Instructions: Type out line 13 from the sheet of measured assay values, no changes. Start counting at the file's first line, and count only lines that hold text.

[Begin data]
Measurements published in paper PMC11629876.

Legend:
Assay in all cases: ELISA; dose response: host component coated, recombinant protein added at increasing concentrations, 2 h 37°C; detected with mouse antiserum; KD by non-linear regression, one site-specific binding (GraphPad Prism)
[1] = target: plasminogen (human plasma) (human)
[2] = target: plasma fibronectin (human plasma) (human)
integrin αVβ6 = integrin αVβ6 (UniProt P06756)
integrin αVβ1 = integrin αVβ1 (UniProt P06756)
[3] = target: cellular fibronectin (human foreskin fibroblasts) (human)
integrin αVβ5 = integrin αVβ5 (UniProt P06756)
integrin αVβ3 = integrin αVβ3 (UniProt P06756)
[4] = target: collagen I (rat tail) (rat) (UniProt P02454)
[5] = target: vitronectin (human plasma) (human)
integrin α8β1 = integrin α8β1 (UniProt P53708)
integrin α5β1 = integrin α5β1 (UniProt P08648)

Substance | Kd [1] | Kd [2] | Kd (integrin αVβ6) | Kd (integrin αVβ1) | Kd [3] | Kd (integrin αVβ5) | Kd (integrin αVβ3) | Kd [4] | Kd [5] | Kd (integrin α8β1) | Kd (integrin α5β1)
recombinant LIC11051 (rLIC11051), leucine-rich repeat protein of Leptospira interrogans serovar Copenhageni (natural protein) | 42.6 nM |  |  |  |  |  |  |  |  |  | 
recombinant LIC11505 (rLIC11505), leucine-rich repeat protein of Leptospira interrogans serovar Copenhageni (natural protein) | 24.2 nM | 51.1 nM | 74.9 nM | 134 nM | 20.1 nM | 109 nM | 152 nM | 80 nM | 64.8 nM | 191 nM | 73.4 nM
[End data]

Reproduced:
integrin α8β1 = integrin α8β1 (UniProt P53708)